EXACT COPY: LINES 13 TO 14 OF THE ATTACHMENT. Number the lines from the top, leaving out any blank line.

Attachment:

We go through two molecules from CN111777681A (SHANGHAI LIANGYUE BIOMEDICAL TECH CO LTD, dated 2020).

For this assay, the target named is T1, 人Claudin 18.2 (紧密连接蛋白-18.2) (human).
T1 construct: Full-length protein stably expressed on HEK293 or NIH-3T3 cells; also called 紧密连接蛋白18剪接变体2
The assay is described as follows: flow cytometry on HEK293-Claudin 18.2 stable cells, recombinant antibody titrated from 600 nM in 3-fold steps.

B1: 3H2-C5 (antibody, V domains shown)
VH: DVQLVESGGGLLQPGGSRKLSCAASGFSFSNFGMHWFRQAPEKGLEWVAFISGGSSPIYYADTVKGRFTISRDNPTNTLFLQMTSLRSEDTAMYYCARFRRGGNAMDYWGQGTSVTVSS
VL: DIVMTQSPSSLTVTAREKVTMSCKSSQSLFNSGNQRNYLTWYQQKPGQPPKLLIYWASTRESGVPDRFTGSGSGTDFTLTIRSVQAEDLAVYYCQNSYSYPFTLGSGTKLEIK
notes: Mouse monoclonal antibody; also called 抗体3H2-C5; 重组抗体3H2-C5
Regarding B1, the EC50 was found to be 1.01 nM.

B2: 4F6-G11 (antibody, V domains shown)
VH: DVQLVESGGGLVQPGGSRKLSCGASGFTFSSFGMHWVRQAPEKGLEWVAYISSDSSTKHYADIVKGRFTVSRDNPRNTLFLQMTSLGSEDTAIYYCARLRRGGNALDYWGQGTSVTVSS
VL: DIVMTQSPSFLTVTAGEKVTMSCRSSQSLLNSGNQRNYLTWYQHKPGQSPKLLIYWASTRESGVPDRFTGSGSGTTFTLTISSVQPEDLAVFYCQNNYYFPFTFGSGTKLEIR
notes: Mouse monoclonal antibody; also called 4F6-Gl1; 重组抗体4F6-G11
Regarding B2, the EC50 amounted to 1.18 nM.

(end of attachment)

notes: Mouse monoclonal antibody; also called 4F6-Gl1; 重组抗体4F6-G11
Regarding B2, the EC50 amounted to 1.18 nM.